Ramona Baker's resignation from her position as head of the Arts Council of Indianapolis was as unexpected as it was abrupt. Over the course of ten years on the job, Baker had seemingly managed to build a tremendous fan base among the leadership class in this town - the movers and shakers in our political, philanthropic and business circles. What's more, the Arts Council has been positioned to play a key role in the Mayor's on-going cultural initiative.
In her first years on the job, Baker proved to be adept at building bridges between the Arts Council and politicians and business leaders who could barely conceal their contempt for the arts, let alone cultural policy.
From a professional standpoint, Baker's work appeared to be paying off. So her explanation of her decision to leave: "I realized that it was time for me to find my next challenge ... I want to take a little break before I move on to my next opportunity. I want to spend some time with my parents in Alabama and I want to do some traveling ... " can't help sounding disingenuous.
Although we may never know what's behind Ramona Baker's departure, it is clear this event marks a major transition point in the cultural life of our city. The process by which her replacement is found, and the new relationships between cultural workers and organizations that may now be possible here, represent a tremendous opportunity.
It is impossible to assess Ramona Baker's impact on our local scene without recalling what things were like when she took over the Arts Council ten years ago. Stephen Goldsmith was Mayor. Privatization of everything from the parks to the bus system to the arts was in. Indianapolis was spending less than a million dollars a year on the arts, making this one of the stingiest cities of its size in the United States. The Arts Council was practically a one-man band, operating on a shoestring out of an upper-story office in the Majestic Building.
Under these conditions, it must have been impossible for Baker to think about anything but survival. But survive she did. In her first years on the job, Baker proved to be adept at building bridges between the Arts Council and politicians and business leaders who could barely conceal their contempt for the arts, let alone cultural policy. It turned out she was a kindred spirit, sharing their autocratic style, if not their budget priorities. Baker's strategy for survival was to promote the Arts Council as the city's central authority on the arts and herself as the arts community's chief spokesperson.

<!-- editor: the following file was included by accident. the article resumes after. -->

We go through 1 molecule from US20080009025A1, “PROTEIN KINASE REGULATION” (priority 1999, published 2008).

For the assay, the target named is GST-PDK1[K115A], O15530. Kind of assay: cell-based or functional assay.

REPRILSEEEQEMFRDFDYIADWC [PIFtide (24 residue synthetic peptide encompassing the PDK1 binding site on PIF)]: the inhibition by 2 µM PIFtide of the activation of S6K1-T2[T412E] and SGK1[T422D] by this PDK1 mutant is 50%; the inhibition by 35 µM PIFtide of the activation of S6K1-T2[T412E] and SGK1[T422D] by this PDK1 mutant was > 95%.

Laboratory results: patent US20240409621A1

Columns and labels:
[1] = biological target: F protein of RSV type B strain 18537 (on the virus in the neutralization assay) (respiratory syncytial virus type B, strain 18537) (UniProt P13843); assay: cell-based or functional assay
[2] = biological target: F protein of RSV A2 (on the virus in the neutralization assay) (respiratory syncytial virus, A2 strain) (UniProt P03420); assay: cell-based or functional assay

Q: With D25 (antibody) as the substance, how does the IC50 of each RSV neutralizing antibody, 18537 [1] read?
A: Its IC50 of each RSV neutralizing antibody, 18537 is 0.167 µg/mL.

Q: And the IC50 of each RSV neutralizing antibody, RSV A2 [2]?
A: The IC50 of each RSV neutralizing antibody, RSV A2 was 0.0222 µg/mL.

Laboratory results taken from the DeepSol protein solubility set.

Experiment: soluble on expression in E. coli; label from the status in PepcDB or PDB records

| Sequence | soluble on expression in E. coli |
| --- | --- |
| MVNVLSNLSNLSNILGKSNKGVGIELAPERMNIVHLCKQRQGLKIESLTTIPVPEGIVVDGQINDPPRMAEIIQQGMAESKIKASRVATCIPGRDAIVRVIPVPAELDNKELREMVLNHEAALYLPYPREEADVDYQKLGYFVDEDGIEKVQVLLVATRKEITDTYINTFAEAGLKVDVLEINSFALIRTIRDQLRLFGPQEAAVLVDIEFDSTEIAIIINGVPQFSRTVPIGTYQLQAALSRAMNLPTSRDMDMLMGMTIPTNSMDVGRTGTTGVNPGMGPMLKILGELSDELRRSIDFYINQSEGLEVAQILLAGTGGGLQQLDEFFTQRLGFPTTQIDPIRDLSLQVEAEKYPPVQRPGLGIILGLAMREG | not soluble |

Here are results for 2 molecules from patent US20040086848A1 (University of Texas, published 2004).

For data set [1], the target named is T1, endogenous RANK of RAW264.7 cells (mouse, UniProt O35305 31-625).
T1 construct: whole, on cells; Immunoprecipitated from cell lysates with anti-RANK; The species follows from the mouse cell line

Baker's approach proved well-suited to the city's insider political culture. The fortunes of the Arts Council improved accordingly. When arts advocate Bart Peterson was elected Mayor, it seemed Baker and the Arts Council had truly arrived. Not only did the heads of the city's two largest philanthropic organizations, the Lilly Endowment and the Central Indiana Community Foundation, Clay Robbins and Brian Payne, openly call themselves Ramona fans, so did the Mayor. Baker had what began to look like real power.
There was a problem, though. While Baker succeeded in convincing the city's power brokers that she was one of them, she failed to convince her primary constituents - the city's artists and arts administrators - that she had a foot in their camp as well. For all the cheerleading at Start With Art luncheons, the endless press releases and colorful mailings, what Ramona Baker actually knew about the arts or the lives of the people who created them remained a mystery. Not even the Creative Renewal Fellowships, a Lilly-funded series of cash awards to local artists and administrators, arguably the most innovative and bold initiative to take place on her watch, were sufficient to close the gap between Baker and the "community" she claimed to represent. In the end, too many people in that community believed that the chief beneficiary of the Arts Council's work was the Arts Council itself.
The perceived strength of Baker's position by her greatest allies, Mayor Peterson in particular, may have worked against her. Rather than understanding the strength of his cultural initiative as a cultural opportunity to open up the decision-making process to an array of people who had never been taken seriously by the city before, Peterson chose instead to place undue reliance on Baker and the Arts Council. The result is that a year into his second term the city has little to show in the way of tangible cultural renewal. What once looked like real power turns out to be a lack of ability to make things happen on the ground.
Absent an authority figure like Baker it will be interesting to watch what happens next. To her credit, Baker surely succeeded in proving to the city that a strong Arts Council is an undeniable asset. But we can also hope that, for its part, the city now realizes that a truly vital cultural life is bigger than any single office or administrator. To be truly effective, the Arts Council needs to be able to advocate credibly and with real creativity - for the artists and organizations it serves. We have yet to see what that's really like.